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Land Protection

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Frank Cangelosi

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Soren Denlinger

“Even as communities in Maine shift and grow, the state’s land area remains the same.  Land protection ensures that land and all its resources remain accessible.”

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Dan Hohl

Dan’s experience as a forester strengthens his ability to identify and protect critical wildlife habitats, stream corridors, wetlands, rare plant species, and culturally significant sites.

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Bob DeForrest

“I’ve seen how experiences in nature change people’s perspectives, how it humbles them. We don’t know what’s on the horizon, but having these conserved places will be important.”

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Keith Fletcher

“I grew up in a suburb with an astounding lack of parkland. Thorny woods and an often-smelly crick were the best places for us kids to play, but those early encounters with nature stayed with me. I want to make sure southern Maine develops in such a way that we still have amazing places for kids and adults to visit, and also room for the moose, bear, and bobcat.”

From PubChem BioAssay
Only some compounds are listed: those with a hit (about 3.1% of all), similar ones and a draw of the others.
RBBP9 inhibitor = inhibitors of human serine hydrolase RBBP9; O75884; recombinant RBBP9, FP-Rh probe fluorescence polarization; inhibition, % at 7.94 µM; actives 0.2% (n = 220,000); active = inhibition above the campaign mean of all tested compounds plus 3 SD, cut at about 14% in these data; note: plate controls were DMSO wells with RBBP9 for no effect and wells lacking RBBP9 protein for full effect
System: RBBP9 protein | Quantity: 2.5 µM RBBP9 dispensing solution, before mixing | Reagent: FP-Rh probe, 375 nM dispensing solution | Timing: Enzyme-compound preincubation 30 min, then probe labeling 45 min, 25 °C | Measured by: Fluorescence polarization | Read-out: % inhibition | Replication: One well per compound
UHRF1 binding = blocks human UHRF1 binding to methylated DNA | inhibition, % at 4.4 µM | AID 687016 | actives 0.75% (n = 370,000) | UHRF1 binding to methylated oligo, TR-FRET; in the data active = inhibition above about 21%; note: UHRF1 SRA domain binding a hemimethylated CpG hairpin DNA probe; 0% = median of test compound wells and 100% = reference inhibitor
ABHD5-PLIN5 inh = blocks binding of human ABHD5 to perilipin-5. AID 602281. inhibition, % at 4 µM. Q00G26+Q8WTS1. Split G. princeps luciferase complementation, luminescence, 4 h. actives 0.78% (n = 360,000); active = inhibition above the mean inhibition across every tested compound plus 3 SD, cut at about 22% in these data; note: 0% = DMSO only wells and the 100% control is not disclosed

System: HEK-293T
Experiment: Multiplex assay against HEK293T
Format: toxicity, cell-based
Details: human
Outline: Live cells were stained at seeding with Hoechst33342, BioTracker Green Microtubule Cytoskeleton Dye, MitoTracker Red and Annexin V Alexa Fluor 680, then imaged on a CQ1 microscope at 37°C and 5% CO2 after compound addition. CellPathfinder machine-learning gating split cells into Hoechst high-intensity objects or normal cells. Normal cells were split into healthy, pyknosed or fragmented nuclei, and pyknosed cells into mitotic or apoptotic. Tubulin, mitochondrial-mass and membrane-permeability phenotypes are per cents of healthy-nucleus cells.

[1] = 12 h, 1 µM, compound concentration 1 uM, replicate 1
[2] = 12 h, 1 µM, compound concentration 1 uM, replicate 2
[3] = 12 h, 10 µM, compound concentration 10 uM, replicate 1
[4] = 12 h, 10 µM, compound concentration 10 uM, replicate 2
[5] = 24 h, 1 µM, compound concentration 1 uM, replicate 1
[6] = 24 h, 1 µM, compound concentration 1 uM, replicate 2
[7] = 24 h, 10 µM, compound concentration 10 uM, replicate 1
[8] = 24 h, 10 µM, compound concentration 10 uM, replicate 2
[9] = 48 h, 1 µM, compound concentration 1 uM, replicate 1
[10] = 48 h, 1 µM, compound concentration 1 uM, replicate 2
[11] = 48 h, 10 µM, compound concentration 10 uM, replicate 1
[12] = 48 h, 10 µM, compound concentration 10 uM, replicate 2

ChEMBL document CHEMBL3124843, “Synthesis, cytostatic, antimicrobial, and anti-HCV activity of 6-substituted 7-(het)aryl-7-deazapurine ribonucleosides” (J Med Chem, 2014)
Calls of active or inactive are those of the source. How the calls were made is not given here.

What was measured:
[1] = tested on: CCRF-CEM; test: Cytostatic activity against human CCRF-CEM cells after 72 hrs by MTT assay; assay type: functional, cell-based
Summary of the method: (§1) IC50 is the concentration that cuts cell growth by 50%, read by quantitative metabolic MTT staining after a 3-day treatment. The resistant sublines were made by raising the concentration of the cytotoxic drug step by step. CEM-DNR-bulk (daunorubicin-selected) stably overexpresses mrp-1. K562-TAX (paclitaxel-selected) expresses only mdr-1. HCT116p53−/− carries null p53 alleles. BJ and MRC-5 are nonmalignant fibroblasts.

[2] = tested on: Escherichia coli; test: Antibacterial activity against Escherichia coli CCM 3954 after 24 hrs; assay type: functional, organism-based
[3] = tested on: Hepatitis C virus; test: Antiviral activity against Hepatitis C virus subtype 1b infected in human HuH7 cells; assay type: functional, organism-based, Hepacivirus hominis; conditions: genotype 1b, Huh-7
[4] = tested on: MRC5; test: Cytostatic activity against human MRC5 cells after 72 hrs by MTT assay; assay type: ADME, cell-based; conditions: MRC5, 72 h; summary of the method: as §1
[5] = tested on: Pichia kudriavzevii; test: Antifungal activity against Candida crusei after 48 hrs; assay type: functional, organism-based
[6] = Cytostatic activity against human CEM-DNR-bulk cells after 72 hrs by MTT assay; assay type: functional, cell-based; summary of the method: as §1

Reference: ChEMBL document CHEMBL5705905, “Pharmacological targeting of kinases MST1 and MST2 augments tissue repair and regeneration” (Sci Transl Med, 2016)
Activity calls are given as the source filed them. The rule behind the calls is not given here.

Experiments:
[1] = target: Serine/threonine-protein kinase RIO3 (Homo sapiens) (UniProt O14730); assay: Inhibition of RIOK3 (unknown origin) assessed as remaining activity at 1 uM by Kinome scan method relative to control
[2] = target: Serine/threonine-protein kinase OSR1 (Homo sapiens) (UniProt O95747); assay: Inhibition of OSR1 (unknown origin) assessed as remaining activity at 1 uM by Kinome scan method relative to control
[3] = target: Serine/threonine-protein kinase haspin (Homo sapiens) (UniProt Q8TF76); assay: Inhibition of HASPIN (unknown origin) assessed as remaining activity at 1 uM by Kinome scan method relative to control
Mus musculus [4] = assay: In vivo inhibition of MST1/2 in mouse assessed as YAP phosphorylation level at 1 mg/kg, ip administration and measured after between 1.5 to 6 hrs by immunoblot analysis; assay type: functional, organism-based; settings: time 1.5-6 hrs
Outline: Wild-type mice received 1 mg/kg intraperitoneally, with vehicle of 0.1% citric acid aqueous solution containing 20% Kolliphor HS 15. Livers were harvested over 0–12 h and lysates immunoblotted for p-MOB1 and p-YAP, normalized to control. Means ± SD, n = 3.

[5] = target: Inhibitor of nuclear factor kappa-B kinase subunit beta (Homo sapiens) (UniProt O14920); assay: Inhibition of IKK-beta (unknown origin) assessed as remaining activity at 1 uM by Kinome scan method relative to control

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Jeremy Gabrielson

“I do this work for my kids. Conservation makes sure my kids—and all kids—can have these experiences, too.”

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Betsy Ham

“I love the permanent nature of what we do. When we acquire land it’s there for people to enjoy forever.”

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Misha Mytar

“For me, conservation is about fairness and equity. Coastal Maine can be a wonderful place to live with amazing resources. It’s important to me that we make sure these resources are available for everyone.”

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Patrick Watson

“Through conservation we can take an actual physical place—maybe a waterfront meadow that could become a community garden, or a scenic peninsula rich in archaeological resources and sacred to the Passamaquoddy Tribe—and keep it safe from subdivision and exploitation, and make it accessible for many more people to enjoy.”

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Ciona Ulbrich

“To me, conservation is one of the most tangible ways to have an impact on the environment and on quality of life. Our work will last for generations—few can say that. We can make sure that land stays available to those who love it, that wildlife have enough natural habitat to live, and that some of Maine’s natural beauty lasts.”

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Jacob van de Sande

“I love where I live. Here in Washington County we have a unique opportunity to conserve and restore a landscape and its connection to the north Atlantic that can be more productive, more beautiful, and support more a more vibrant and sustainable economy and communities.”